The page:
"Centering the Child"

How the Child Life Program at Prisma Health Children's Hospital helps children feel more comfortable during their hospital stays


The hospital can be a scary place for a child patient. They may be in an unfamiliar setting, hooked up to an array of machines and not told what is going on. Doctors may come in with the dreaded syringes and needles, and patients could be away from their friends for an indefinite amount of time. These things can lead to an early fear of the hospital, which can manifest into distrust of doctors later in life. Fortunately, the Child Life program at Prisma Health Children's Hospital understands how easily this fear can develop and tries to combat it through various activities and opportunities directed towards young patients.

“The Child Life Program meets families and children where they are and makes sure that [the hospital] provides an emotionally and medically safe environment,” said Christy Fink, manager of child life and special programs. “Our job is to meet patients, help them feel comfortable in the hospital, help understand their treatment and diagnosis and allow them to feel in control of their treatment.”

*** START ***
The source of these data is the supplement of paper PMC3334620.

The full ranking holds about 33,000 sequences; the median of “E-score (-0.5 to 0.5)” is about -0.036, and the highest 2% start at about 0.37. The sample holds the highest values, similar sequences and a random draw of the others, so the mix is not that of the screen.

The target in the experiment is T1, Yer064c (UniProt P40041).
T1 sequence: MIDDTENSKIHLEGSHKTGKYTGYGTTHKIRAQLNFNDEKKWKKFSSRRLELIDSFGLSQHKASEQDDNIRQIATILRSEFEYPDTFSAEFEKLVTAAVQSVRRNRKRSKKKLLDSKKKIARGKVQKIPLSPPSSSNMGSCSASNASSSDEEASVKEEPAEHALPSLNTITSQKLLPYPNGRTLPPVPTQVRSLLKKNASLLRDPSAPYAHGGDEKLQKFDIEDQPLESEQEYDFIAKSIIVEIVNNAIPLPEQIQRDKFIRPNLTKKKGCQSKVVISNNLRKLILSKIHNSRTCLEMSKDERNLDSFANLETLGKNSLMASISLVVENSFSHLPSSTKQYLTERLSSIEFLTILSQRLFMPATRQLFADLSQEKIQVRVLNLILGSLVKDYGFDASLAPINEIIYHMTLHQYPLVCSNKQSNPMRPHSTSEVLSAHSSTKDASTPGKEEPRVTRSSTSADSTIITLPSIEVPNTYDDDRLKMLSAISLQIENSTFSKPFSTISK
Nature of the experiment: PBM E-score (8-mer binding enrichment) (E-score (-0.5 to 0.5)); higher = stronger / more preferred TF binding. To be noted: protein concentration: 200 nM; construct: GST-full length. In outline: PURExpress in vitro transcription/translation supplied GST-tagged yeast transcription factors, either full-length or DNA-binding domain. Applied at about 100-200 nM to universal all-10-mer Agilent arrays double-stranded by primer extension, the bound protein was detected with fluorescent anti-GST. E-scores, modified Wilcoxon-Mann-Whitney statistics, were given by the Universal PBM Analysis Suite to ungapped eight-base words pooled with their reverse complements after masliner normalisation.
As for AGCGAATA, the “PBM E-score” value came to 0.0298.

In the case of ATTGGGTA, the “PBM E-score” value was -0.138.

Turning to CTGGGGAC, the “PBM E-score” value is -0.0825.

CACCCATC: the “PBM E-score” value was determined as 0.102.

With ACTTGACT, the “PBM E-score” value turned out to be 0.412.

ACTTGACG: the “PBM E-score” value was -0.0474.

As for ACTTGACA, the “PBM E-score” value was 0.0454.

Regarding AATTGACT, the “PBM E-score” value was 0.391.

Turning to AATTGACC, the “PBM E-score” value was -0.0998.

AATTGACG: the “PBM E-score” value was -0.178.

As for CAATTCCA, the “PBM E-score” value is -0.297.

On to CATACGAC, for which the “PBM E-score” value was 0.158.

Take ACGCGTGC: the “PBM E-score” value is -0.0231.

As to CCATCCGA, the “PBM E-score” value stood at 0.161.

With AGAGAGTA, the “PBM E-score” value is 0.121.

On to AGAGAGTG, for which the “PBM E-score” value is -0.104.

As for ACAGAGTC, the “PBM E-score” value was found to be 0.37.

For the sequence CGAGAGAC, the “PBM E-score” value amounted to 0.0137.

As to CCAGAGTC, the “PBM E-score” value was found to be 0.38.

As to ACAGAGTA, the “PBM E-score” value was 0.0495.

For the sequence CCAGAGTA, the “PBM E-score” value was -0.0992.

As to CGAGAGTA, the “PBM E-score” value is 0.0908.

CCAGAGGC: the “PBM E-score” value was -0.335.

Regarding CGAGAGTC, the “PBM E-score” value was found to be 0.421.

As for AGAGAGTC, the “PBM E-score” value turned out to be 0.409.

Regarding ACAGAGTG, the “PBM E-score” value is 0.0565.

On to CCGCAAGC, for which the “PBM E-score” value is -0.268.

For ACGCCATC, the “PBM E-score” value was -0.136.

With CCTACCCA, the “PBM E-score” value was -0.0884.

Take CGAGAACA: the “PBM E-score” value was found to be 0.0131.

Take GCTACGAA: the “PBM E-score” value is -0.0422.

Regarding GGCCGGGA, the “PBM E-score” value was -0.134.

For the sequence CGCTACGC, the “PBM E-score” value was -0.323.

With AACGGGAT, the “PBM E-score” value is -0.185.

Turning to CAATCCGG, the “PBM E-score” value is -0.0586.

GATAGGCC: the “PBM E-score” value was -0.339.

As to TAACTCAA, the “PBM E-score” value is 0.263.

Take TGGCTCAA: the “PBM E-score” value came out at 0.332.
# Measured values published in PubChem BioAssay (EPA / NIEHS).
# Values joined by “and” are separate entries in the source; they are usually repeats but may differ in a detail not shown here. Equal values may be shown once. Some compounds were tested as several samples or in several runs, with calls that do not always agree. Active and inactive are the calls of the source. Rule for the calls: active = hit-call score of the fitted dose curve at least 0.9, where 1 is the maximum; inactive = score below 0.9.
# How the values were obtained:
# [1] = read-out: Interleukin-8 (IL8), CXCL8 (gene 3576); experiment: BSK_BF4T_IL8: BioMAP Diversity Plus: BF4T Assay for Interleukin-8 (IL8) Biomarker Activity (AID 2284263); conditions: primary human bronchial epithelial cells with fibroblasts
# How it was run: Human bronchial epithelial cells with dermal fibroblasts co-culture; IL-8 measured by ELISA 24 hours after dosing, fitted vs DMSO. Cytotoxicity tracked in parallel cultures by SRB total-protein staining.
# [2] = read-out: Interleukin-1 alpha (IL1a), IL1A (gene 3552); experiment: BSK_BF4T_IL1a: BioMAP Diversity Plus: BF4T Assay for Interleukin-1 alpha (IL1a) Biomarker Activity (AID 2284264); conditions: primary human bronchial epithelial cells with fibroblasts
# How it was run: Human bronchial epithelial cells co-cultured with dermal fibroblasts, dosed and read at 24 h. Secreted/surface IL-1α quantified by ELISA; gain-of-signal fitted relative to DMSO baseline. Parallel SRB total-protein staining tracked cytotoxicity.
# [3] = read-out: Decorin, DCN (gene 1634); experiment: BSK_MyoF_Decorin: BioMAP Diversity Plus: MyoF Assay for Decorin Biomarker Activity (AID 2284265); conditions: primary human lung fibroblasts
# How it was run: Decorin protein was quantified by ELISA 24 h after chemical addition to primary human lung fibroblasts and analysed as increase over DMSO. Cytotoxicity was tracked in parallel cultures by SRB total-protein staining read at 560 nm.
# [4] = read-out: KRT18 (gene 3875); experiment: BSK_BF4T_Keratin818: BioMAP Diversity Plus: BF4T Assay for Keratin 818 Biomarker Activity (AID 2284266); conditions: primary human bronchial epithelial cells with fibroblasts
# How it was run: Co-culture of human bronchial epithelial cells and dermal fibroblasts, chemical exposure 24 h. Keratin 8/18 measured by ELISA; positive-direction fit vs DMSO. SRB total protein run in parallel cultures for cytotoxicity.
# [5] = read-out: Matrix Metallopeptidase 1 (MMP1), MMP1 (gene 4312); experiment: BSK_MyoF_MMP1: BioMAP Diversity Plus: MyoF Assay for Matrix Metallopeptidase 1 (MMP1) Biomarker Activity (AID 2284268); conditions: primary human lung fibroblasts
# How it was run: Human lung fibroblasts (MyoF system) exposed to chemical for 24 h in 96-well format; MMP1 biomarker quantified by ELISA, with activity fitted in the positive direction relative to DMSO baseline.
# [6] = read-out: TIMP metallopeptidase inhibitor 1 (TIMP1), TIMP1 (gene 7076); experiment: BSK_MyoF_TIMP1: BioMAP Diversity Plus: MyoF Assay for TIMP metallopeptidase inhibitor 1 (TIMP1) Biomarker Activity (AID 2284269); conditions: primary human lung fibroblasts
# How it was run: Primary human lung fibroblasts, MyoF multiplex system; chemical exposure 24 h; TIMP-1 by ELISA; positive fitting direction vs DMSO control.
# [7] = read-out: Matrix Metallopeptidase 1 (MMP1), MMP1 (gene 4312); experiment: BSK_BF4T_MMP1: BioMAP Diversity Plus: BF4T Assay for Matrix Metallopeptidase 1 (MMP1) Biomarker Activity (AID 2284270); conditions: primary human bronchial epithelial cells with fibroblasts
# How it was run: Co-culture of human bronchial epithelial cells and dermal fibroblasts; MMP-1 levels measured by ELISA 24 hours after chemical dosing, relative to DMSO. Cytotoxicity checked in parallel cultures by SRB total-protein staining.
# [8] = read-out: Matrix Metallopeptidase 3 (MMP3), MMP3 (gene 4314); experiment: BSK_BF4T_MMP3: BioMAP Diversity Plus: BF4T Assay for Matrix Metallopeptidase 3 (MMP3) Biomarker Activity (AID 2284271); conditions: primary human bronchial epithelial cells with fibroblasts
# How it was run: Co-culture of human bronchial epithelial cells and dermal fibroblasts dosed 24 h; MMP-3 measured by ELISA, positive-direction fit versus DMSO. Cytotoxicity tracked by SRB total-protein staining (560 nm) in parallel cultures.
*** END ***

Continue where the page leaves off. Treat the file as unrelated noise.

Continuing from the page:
Certified Child Life specialists work in tandem to communicate with children across the development spectrum. Fink's team, however, also consists of other individuals who are diverse in their respective roles and titles. Music therapists can aid patients in writing lyrics and exploring instruments in the hospital's music room, while child life assistants help develop a comfortable atmosphere for children by incorporating playtime. More so, playroom attendants play a role in keeping the children's hospital's playroom organized. An injury program specialist further interfaces with the community by analyzing causes for a rise in certain conditions and injuries and providing information to the local community on how to avoid such injuries.

Fink explains that a very important aspect of the Child Life program’s mission is to allow children to feel like they have control over themselves and at least some aspects of their hospital stay, especially when a diagnosis can provide little choice in a child's treatment. Child Life aims to do this by providing an array of opportunities and activities to patients. These include normative play so children have a chance to express themselves, playing in the playroom and answering questions about treatments in a developmentally appropriate way so children understand what is happening to them. 

Fink also talked about the importance of medical play as part of the Child Life program, and how it can help children feel more comfortable with the equipment in their room. “[As specialists,] we don’t direct this type of play. Rather, we allow the child to lead and follow behind them,” Fink said.